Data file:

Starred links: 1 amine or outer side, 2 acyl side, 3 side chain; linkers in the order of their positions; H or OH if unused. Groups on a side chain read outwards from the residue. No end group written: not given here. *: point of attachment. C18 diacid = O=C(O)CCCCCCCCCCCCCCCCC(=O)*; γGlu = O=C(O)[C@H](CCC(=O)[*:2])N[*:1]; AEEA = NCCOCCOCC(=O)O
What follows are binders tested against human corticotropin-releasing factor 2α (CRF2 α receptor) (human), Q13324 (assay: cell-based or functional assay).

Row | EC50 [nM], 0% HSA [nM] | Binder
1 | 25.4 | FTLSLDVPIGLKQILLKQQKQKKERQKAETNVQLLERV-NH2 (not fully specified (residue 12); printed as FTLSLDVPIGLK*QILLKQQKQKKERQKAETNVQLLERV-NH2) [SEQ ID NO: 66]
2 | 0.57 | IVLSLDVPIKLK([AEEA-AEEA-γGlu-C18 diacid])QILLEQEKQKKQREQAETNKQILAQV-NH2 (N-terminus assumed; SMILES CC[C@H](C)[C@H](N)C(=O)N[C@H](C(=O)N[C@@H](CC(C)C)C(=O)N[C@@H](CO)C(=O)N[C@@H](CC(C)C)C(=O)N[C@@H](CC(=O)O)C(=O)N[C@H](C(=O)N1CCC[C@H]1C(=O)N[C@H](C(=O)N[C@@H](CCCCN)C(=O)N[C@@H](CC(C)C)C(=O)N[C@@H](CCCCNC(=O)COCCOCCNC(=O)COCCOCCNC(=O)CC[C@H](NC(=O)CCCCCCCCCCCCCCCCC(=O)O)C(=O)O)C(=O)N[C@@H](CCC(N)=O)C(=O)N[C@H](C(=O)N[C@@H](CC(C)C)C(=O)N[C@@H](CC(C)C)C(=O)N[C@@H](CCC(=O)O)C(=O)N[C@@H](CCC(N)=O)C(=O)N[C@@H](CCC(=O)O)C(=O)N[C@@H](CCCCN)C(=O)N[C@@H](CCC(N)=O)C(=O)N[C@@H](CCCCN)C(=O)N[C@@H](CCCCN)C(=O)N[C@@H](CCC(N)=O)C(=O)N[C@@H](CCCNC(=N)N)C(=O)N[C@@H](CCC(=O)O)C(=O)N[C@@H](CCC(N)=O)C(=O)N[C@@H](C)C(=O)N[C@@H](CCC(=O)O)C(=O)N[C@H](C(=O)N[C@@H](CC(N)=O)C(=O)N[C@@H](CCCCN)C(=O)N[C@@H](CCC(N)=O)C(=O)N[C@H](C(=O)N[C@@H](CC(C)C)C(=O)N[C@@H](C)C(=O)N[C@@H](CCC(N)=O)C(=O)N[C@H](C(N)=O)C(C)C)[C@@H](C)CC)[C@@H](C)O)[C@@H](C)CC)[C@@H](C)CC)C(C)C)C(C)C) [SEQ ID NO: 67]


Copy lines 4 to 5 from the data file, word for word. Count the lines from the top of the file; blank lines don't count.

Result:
1 | 25.4 | FTLSLDVPIGLKQILLKQQKQKKERQKAETNVQLLERV-NH2 (not fully specified (residue 12); printed as FTLSLDVPIGLK*QILLKQQKQKKERQKAETNVQLLERV-NH2) [SEQ ID NO: 66]
2 | 0.57 | IVLSLDVPIKLK([AEEA-AEEA-γGlu-C18 diacid])QILLEQEKQKKQREQAETNKQILAQV-NH2 (N-terminus assumed; SMILES CC[C@H](C)[C@H](N)C(=O)N[C@H](C(=O)N[C@@H](CC(C)C)C(=O)N[C@@H](CO)C(=O)N[C@@H](CC(C)C)C(=O)N[C@@H](CC(=O)O)C(=O)N[C@H](C(=O)N1CCC[C@H]1C(=O)N[C@H](C(=O)N[C@@H](CCCCN)C(=O)N[C@@H](CC(C)C)C(=O)N[C@@H](CCCCNC(=O)COCCOCCNC(=O)COCCOCCNC(=O)CC[C@H](NC(=O)CCCCCCCCCCCCCCCCC(=O)O)C(=O)O)C(=O)N[C@@H](CCC(N)=O)C(=O)N[C@H](C(=O)N[C@@H](CC(C)C)C(=O)N[C@@H](CC(C)C)C(=O)N[C@@H](CCC(=O)O)C(=O)N[C@@H](CCC(N)=O)C(=O)N[C@@H](CCC(=O)O)C(=O)N[C@@H](CCCCN)C(=O)N[C@@H](CCC(N)=O)C(=O)N[C@@H](CCCCN)C(=O)N[C@@H](CCCCN)C(=O)N[C@@H](CCC(N)=O)C(=O)N[C@@H](CCCNC(=N)N)C(=O)N[C@@H](CCC(=O)O)C(=O)N[C@@H](CCC(N)=O)C(=O)N[C@@H](C)C(=O)N[C@@H](CCC(=O)O)C(=O)N[C@H](C(=O)N[C@@H](CC(N)=O)C(=O)N[C@@H](CCCCN)C(=O)N[C@@H](CCC(N)=O)C(=O)N[C@H](C(=O)N[C@@H](CC(C)C)C(=O)N[C@@H](C)C(=O)N[C@@H](CCC(N)=O)C(=O)N[C@H](C(N)=O)C(C)C)[C@@H](C)CC)[C@@H](C)O)[C@@H](C)CC)[C@@H](C)CC)C(C)C)C(C)C) [SEQ ID NO: 67]